The Most Important Space Missions in History

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The Most Important Space Missions in History

Photo by Vadim Sadovski via 123RF

 

Humankind’s never-ending curiosity has led to many discoveries and inventions that changed the world. It has also taken them to places most people can only dream of. This includes space, the vast vacuum beyond the Earth’s atmosphere that holds the entire universe and existence.

Humans long studied space from the comfort of observatories for centuries until they became ambitious enough to make plans to reach for the stars. With many successful space missions, humans were able to learn more about the universe and the objects within it.

Below are just some of the most important space missions ever conducted in history.

 

Photo by Project Apollo Archive via 123RF


Apollo 11

The 1969 Moon landing mission was the greatest “accomplished space mission in the history of humankind,” according to Top Ten Science, an online resource portal. Over 500 million people around the globe witnessed the mission that was once merely a pipe dream, landing men on the Moon. Upon reaching the lunar space, astronauts Neil Armstrong and Buzz Aldrin collected rock and sand samples, performed several experiments, spoke with the US president live, and planted the US flag.

 

Photo by Pline via Wikimedia Commons


Vostok 1

The Soviet Union’s Vostok spacecraft carried a human to space for the first time in 1961. Yuri Gagarin was the first man in history to ever cross outer space in a move that put the Soviets ahead in the Space Race. It was among the most important space flights that opened the gateway for human space exploration.

 

Photo by NSSDC, NASA via Wikimedia Commons


Sputnik 1

Launched from the USSR’s Baikonur Cosmodrome into the Earth’s atmosphere, Sputnik 1 was the first-ever man-made object launched in space. It sent the world into the Space Age and sparked the Space Race that would see the Soviet Union and the US one-upping each other to be the leader when it comes to space exploration. The 1957 mission provided knowledge about the Earth’s density and what makes a successful satellite.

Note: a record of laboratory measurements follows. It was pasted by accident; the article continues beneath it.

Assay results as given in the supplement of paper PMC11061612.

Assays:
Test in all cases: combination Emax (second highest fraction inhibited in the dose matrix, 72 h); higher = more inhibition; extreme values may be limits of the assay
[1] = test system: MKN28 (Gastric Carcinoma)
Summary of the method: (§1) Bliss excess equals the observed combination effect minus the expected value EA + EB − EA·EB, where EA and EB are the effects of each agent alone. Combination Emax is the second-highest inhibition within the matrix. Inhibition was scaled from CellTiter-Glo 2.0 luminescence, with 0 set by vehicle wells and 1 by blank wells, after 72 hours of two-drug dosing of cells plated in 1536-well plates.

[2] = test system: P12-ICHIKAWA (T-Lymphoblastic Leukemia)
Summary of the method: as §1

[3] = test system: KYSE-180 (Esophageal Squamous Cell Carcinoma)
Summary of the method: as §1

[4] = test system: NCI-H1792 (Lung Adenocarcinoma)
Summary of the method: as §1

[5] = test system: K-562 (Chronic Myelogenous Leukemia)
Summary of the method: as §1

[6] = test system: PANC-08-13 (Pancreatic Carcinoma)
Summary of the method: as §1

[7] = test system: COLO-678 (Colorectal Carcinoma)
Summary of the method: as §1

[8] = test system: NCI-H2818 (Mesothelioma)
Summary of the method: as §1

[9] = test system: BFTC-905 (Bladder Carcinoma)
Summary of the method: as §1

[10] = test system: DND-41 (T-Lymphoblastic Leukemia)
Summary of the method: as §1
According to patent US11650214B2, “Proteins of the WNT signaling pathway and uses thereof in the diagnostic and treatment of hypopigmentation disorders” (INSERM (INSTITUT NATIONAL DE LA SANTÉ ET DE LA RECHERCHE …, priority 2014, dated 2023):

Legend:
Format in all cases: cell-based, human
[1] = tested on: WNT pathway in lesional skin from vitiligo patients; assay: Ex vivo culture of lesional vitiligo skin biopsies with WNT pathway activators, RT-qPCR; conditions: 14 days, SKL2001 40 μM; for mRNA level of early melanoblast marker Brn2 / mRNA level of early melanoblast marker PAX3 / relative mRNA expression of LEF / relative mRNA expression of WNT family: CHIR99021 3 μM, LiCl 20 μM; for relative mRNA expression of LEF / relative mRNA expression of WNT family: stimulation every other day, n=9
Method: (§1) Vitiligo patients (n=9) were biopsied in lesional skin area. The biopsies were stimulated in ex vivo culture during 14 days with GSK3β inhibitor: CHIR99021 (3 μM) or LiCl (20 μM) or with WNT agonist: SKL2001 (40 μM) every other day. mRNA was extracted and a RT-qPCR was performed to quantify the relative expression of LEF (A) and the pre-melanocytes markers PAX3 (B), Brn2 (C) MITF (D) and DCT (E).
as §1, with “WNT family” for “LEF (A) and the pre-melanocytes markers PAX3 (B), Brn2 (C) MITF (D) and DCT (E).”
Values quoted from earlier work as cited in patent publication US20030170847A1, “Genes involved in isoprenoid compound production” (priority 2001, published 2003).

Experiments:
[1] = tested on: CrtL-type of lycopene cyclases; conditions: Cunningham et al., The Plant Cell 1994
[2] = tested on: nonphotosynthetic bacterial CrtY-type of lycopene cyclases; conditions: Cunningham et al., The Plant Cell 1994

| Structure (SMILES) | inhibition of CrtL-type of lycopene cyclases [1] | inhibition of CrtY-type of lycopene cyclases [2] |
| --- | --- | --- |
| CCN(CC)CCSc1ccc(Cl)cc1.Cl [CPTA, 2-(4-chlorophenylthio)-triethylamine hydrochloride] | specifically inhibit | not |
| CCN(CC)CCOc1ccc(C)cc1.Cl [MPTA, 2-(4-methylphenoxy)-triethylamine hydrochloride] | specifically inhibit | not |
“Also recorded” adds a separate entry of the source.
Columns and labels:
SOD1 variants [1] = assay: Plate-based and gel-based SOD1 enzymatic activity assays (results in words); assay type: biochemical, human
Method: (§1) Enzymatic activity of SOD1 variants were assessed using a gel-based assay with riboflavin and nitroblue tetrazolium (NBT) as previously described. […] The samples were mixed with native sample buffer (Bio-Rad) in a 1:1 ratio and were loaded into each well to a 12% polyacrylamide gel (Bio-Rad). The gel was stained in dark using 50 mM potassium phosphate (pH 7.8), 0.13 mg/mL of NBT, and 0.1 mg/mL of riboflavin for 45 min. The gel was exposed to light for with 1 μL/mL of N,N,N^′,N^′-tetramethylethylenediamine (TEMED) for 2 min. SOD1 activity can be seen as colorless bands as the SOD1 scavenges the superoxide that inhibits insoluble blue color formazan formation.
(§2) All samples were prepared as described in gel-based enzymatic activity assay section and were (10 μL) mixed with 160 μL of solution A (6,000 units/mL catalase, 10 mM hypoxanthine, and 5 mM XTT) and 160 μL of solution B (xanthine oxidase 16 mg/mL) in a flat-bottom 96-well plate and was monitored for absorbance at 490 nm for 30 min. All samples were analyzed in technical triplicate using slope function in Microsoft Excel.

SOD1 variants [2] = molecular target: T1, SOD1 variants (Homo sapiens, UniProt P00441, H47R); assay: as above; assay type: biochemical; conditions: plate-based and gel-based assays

Photo by NASA/JPL-Caltech via NASA JPL


Voyager 1

Voyager 1 is still standing strong until today, according to Popular Mechanics, even after over four decades since it was launched. The craft discovered volcanoes on Jupiter’s moon and new details about Saturn’s rings as part of its primary mission. Since then, it has gone beyond its exploration—from taking the photo of the entire solar system in 1990 to crossing into interstellar space in 2012.

 

Photo by NASA/Roscosmos via Wikimedia Commons


International Space Station Missions (ISS)

Countries bonded together to construct the ISS, which aims to provide scientists an experimental laboratory in zero gravity. After the first module was sent out in the 1990s, several missions for construction were carried before the first crew was able to fly out to the ISS in 2000. Top Ten Science says there is still ongoing developments in the ISS, with the US and Russia leading many countries in the progress.

 

Photo via NASA


Cassini-Huygens

For 20 years, the Cassini spacecraft and Huygens probe gathered data about Jupiter, Saturn, and Saturn’s rings and moons before ending the mission in September 2017. The Cassini-Huygens was a collaboration between NASA, the European Space Agency, and the Italian Space Agency. It ended when the spacecraft and probe were deliberately crashed into Saturn’s atmosphere and destroyed—a decision that Popular Mechanics said was made to “protect the biological composition of the surrounding moons.”

 

Photo by NASA/JPL-Caltech/MSSS via NASA JPL


Curiosity

Curiosity is the “most sophisticated rover designed with cutting-edge technology” sent to Mars in 2011. Launched on an Atlas V rocket, the Martian rover has the most advanced and expensive scientific equipment installed to study the Red Planet’s surface. Its main mission is to find evidence about the early conditions on Mars.

 

Photo by NASA/Ames/JPL-Caltech via NASA JPL


Kepler Mission

Kepler is a space telescope launched to “explore the structure and diversity of planetary systems.” The original run of Kepler ended in 2013 and its successor, the K2, followed its path after launching in 2014. Kepler was able to identify 1,284 new planets by May 2016—nine of which were considered habitable.

 

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